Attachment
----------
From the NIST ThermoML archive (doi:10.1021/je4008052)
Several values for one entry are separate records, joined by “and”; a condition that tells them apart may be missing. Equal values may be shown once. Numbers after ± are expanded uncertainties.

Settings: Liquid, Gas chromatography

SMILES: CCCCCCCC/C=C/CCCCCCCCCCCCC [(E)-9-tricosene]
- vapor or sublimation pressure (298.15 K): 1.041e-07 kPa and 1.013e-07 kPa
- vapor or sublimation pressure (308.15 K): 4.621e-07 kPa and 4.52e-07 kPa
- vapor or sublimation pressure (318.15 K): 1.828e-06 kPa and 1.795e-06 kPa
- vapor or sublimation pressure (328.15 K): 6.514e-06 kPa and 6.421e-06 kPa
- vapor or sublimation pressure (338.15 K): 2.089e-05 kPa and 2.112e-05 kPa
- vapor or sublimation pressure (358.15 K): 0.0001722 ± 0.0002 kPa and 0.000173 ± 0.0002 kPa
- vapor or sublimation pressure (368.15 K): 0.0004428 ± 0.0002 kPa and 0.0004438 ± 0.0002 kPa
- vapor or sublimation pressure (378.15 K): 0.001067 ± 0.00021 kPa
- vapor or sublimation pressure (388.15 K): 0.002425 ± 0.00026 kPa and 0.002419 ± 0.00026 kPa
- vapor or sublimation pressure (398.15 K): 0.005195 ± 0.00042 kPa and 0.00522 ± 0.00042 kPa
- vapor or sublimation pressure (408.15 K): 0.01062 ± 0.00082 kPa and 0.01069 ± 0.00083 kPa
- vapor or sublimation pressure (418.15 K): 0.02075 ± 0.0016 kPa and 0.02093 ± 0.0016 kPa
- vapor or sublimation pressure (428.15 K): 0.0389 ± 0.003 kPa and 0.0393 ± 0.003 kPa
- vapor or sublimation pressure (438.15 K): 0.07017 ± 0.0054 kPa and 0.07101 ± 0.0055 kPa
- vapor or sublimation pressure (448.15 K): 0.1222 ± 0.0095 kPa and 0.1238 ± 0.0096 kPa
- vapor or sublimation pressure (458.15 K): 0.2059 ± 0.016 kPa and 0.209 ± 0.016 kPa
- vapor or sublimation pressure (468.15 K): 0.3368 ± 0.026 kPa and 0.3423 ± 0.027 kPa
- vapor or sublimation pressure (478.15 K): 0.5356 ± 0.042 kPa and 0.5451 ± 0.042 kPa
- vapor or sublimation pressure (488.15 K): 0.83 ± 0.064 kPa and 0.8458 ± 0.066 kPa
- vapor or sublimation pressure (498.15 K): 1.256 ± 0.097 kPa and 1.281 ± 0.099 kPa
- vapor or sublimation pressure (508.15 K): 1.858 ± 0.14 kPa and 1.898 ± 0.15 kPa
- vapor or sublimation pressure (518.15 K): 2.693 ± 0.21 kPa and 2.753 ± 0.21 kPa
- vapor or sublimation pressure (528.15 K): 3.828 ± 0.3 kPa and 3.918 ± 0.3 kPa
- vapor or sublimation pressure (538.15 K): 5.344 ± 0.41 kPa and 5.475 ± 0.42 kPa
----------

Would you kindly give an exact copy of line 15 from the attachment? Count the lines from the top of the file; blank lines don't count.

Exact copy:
- vapor or sublimation pressure (408.15 K): 0.01062 ± 0.00082 kPa and 0.01069 ± 0.00083 kPa